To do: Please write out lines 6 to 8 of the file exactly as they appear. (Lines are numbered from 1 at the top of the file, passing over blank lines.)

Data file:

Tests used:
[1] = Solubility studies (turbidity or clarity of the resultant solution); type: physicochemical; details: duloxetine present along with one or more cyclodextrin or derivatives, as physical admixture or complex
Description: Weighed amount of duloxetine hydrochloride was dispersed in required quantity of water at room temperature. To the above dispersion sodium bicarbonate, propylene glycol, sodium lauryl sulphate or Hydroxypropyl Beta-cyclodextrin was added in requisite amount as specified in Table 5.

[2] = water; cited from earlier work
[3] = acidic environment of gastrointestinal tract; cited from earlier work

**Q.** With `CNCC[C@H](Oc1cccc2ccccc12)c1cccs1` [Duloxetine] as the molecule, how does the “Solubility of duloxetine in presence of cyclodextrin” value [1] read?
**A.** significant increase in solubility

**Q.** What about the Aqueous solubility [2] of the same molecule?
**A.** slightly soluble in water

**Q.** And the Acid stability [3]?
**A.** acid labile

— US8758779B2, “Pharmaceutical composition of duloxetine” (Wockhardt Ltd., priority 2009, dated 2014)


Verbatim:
**Q.** With `CNCC[C@H](Oc1cccc2ccccc12)c1cccs1` [Duloxetine] as the molecule, how does the “Solubility of duloxetine in presence of cyclodextrin” value [1] read?
**A.** significant increase in solubility

**Q.** What about the Aqueous solubility [2] of the same molecule?